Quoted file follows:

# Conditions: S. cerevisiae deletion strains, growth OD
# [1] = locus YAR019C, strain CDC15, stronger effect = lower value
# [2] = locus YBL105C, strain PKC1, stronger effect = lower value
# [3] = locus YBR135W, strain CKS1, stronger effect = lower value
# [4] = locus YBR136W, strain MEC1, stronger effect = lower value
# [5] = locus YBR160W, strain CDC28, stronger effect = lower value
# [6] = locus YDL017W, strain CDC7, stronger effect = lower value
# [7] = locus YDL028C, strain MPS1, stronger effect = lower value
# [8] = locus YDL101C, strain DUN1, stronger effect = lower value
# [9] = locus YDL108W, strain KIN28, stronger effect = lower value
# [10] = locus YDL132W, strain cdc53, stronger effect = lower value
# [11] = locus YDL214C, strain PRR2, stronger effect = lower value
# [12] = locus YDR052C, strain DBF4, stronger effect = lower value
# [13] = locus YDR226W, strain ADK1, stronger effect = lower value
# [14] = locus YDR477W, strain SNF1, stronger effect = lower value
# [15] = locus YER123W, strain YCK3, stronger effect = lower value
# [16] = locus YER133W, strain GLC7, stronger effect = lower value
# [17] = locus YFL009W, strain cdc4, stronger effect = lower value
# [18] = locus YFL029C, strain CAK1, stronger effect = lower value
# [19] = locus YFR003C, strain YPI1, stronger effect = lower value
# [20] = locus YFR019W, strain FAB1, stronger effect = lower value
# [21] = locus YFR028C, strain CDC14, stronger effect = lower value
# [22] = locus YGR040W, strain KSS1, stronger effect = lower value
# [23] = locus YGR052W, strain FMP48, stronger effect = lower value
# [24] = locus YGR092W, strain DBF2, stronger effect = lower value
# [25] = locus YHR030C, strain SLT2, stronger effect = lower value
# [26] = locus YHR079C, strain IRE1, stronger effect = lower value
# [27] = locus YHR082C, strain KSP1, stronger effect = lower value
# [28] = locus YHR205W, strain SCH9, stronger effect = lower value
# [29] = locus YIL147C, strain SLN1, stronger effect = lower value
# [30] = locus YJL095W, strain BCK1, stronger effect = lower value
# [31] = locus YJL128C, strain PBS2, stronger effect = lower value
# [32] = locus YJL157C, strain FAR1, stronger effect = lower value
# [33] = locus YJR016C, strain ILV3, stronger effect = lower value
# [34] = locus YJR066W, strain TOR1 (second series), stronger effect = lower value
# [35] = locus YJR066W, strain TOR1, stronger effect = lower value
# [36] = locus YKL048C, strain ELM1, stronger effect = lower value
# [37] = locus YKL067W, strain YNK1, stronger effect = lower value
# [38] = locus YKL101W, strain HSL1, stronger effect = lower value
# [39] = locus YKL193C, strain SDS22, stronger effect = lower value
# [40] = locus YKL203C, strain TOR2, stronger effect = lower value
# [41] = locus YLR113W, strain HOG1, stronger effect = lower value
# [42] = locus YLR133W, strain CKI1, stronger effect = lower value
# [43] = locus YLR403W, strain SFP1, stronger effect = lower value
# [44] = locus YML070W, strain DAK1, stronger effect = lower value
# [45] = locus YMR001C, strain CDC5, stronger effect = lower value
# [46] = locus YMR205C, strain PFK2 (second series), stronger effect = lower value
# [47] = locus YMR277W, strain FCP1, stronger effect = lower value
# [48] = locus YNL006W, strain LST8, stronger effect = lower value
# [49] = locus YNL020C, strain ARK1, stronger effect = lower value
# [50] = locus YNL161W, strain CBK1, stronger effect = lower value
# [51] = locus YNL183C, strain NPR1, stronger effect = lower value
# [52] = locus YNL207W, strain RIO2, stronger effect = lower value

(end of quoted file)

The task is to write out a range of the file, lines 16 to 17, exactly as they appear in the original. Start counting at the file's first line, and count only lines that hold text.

# [15] = locus YER123W, strain YCK3, stronger effect = lower value
# [16] = locus YER133W, strain GLC7, stronger effect = lower value